Written by Ben Bunting: BA(Hons), PGCert.
As you get older, you might find that you encounter many health issues that you’ve never even heard of or considered when you were younger.
One of these health issues is varicocele, which can present itself throughout a man’s life. As varicocele are present in the scrotum, they affect only men, but they can cause some health problems that affect couples.
If you learn that you have varicoceles, then you might wonder if they can cause infertility. After all, the testicles are vital to the production of sperm, which fertilizes the egg and creates the embryo.
So, you might think that varicoceles are a serious issue, particularly if you’re planning on having a baby in the near future.
To help, we’ve put together this article about varicoceles and how they affect male fertility and what you can do about them.
In this article, we’ll cover:
- What Are Varicoceles?
- What Are The Symptoms Of Varicoceles?
- Can Varicoceles Cause Infertility?
- How Can You Treat Varicoceles?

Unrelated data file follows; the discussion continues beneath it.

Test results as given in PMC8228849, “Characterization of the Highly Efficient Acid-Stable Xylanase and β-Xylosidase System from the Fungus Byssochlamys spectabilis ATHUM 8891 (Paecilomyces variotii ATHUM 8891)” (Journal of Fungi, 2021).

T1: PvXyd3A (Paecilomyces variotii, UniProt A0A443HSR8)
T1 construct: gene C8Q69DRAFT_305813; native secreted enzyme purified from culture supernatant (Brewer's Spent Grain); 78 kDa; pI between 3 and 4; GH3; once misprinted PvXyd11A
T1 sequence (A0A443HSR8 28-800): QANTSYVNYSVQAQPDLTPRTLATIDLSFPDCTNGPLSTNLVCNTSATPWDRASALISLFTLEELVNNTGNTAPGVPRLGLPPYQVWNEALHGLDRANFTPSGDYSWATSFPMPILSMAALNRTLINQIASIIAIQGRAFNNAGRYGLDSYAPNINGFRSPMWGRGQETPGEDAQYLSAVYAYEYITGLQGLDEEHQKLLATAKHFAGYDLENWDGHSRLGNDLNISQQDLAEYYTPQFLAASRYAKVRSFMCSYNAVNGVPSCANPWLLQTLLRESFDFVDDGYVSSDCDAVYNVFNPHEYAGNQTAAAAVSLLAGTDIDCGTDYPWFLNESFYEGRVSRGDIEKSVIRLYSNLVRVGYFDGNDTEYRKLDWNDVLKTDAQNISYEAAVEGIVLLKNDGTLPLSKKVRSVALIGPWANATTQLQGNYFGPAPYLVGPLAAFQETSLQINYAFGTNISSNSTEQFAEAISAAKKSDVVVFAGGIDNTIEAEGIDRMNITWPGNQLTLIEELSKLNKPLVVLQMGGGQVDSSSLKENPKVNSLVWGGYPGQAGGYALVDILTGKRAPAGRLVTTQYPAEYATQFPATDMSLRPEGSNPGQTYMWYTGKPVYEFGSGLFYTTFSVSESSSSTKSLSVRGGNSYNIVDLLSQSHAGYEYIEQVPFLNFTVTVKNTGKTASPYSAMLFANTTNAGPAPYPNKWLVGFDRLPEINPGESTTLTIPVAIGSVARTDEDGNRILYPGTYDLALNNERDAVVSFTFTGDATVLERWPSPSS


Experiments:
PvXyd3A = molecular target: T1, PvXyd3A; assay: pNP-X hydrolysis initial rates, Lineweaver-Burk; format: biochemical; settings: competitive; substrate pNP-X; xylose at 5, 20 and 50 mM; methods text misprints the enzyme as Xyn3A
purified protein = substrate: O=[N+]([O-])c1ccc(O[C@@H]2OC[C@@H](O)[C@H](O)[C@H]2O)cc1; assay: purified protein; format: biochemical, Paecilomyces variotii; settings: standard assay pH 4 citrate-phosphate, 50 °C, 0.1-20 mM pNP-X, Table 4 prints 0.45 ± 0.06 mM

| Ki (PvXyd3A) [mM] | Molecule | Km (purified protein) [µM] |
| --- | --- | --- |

Here is a guide to how varicocele can cause problems with your fertility and what you can do about them so that you can start on your journey towards parenthood.
What Are Varicoceles?
Varicoceles are enlarged veins in the loose bag of skin around your testicles, known as the scrotum. The veins are similar to the varicose veins that many people get in their legs and arms.
The issue is common, with up tp 30% of infertile couples being affected by the condition. Varicoceles are particularly common among adolescent men, but they can affect men at any time of life.
Usually, they affect the left testicle, but they can affect the right as well. Varicoceles are not life-threatening and usually only cause mild discomfort.
It has been reported that men who are over the age of 30 with untreated varicoceles suffer from a considerably lower amount of testosterone compared to younger men with the condition.
Often, men don’t experience any symptoms at all and only find out that they have varicoceles during routine health checks.